Gay Village accused of racism

Several Black, Asian and Latinx LGBTQ+ people have said they have suffered racist abuse at venues in and around Manchester’s gay village. (Getty)

Manchester’s gay village is a hotbed of racism, according to a bombshell report released ahead of the city’s Pride celebrations.

Black, Asian and Latino LGBTQ+ people shared experiences of racism at some of the city’s best queer venues to Vice World News.

Allegations included staff and patrons hurling racial slurs, being turned away from venues for no good reason and, in one incident, being dragged from a venue by staff for challenging a racist comment and injured course of the process.

It is ahead of Manchester Pride, which is hosting a paid night out in the gay village over the weekend, starting Friday August 26. Thousands of people are expected to descend on the city for the event, with similar celebrations in the south see record participation rates These last months.

Performer Lucky Roy Singh says a security guard at Via, a bar in Manchester’s gay village, told them “get out p**i” on July 29.

Singh, who is the “mother of the house” for the LGBTQ+ collective House of Spice, said Vice that tensions built up during a group visit, with staff “giving us dirty looks all night, making us feel like we did something wrong just to exist and be there” before confronting a member for taking off her top, leaving her bra underneath.

One person claimed a security guard told them to ‘get the fuck out’ at an LGBTQ+ venue in Manchester’s Gay Village. Stock image. (Getty)

The situation escalated and ‘heated’ after another person in the group challenged the guard because ‘everyone’ had taken their tops off. Singh said they stepped in after being “stung” by the bouncer.

“They were getting in front and the security guard was really making a scene,” Singh said.

“The guard suddenly pushed me and said ‘get out, p**i’ – we were all so shocked. She pinched me too, on my chest. At that point, we got out right away.

Singh said he reported the incident to Greater Manchester Police as a race-based hate crime, but no arrests or changes have yet been made.

The police said Vice they are “investigating this individual incident thoroughly and will endeavor to work with the victim to seek justice.”

A Via spokesperson said PinkNews that he is investigating the allegations and that he will contact his contracted door team company “if further action needs to be taken”. The LGBTQ+ venue added that it has a “fully inclusive policy” and does not tolerate racism or discrimination in any form.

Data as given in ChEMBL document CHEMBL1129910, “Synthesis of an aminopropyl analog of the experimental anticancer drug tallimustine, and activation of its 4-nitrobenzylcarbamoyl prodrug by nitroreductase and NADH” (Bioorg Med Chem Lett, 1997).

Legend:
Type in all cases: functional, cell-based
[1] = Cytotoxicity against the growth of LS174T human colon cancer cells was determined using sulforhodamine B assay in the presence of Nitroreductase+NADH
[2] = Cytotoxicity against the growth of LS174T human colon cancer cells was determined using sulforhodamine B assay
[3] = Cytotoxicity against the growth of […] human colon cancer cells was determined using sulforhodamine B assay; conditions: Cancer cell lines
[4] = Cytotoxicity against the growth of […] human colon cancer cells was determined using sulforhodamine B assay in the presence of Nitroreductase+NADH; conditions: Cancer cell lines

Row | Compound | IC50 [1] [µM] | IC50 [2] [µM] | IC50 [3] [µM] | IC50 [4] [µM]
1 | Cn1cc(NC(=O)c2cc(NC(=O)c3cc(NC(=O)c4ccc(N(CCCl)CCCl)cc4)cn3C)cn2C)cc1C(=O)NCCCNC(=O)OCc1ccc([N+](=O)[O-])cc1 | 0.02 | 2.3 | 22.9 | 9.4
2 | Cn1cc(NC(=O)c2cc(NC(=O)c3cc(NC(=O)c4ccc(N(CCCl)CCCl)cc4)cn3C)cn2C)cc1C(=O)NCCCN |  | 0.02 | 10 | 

“We are also assisting the police in their investigation and have provided them with our CCTV footage,” the spokesperson said.

A man, Kesh Kumar, said that upon entering the New York bar in New York, a performer on stage called: “The taxi driver has arrived, who ordered a taxi?”

After contesting the comment, he says he was dragged away by security personnel and injured.

Others said they were turned away from sites apparently because of their race, were called the N-word by bettors and received sexually aggressive and racist comments from staff.

One man, Darren Pritchard, said he no longer visits the village unless he is paid to do so.

He said Vice“A lot of venues have a history of racist incidents, but for me the biggest problem is the bouncers. It’s time security and bar staff understand the powers they have. If anyone is racist, he should be kicked out, and if the staff is racist, he should go too.

The Rainbow Bunting is on display during Pride In Manchester 2021
Several people in the past have claimed to have suffered racial abuse and prejudice while celebrating Manchester Pride. (Getty)

After the last Manchester Pride in person, in 2019, a number of LGBTQ+ people of color have claimed to have experienced racism at the event.

One person said PinkNews they were racially profiled after being “isolated by a white security guard” at the event. They also said they were chased down the street in the early hours of the morning by a white man whom they refused to kiss.

Mark Fletcher, CEO of Manchester Pride, said PinkNews that it was “odious” to hear members of the LGBTQ+ community facing racial prejudice.

“As a member of the QTPOC community, this is something that irritates me,” Fletcher said. “I have experienced this more frequently than you would imagine, perhaps for having played such a prolific role.”

Fletcher continued, “When I hear that, I feel it and it also triggers the experiences that I had.

“I’m committed to making sure I can influence as much positive change as possible, but I can’t do it all on my own.”

Fletcher stressed that racial prejudice against members of the LGBTQ+ community is “not confined to one area of ​​Manchester”, as it is an issue that cuts across all levels of society.

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